Also, I’m only picking living authors. This isn’t séance time.
I’ve reviewed several Summers books recently, so it should come as no surprise that I would want to meet her. I love her take on YA fiction and on how girls treat each other. Her approach to realism is right on. Also, we’re both Canadian. Yay us!
Her writing is so lyrical. I just want to know more about her style and how she remains true to that in the face of publishing demands. Continue reading
I love a lot of things about Courtney Summers’ books, but one of the things I love the most is her titles. They’re usually phrases, or portions of, that trigger immediate recognition. Titles that sort of set up the journey you’re about to experience. This is Not a Test was serious and challenging with no turning back. Crack Up to Be lets you know that this isn’t going to be the story you think, or possibly want it to be. Some Girls Are also sets the tone for the novel. You know, just know, that you’re going to encounter characters in this novel that you are not going to like. There’s no way this phrase is going to be Some Girls are Awesome. Or Some Girls are Super friendly. This is going to be a book about those girls who just are. They are everything on the spectrum – to the extreme. Some girls are the best and the worst. It’s the only way they know how to exist. Other girls are just trying to figure what they are so that they can exist.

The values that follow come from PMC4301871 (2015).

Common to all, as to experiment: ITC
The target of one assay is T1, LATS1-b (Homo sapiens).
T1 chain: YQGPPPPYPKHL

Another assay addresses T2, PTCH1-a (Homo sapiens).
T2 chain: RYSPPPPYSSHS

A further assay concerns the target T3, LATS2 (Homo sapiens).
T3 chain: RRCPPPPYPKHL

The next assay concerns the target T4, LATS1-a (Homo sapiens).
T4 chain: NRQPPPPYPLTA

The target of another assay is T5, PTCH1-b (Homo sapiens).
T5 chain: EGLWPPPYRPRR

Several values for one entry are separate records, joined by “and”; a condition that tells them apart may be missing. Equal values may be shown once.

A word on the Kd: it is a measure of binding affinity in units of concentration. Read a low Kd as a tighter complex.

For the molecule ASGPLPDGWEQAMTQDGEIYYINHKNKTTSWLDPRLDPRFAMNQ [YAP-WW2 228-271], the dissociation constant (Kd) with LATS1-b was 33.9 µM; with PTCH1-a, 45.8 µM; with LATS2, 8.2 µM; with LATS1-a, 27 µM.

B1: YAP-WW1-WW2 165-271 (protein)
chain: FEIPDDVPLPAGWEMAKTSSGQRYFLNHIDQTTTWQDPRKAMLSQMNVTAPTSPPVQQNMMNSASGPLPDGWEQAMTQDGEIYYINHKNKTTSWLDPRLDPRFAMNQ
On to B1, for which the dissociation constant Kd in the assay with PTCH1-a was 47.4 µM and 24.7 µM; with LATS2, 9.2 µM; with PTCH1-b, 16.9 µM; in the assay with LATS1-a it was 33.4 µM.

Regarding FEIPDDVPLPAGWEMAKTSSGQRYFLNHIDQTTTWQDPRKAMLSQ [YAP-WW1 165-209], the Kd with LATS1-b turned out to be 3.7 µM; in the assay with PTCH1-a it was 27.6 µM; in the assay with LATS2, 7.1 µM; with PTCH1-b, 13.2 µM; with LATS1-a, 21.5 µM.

Summers captures these girls perfectly. Especially the girls that embody all the best qualities in order to hide how awful they truly are. Anna is the ring leader. The girl who everyone wants to be. That every guy wants to bang. That everyone hates – even her friends. Anna is terrible. Absolutely terrible. She possesses this pseudo confidence hoisted on her by people that think she deserves it. But internally, eventually, she’s going to realize that what she is is fake. She makes herself feel better by making everyone else around her feel terrible. Props herself up on the shoulders of the people she destroys. She does this by using her number two. This has always been Regina. And Regina has really enjoyed her role. In a way. She’s always just done it. She’s tortured the girls who needed to lose weight until they developed eating disorders. Boys who reject Anna until they’re social pariahs. She’s driven former friends so far down that they’ve attempted suicide. And she’s done it all because Anna told her to, and you don’t question Anna. Even when you know she’s wrong. But now, now Regina has fucked up. And she’s got to pay for it. And this is where the novel turns dark. Into something more than just a mean girls novel. Continue reading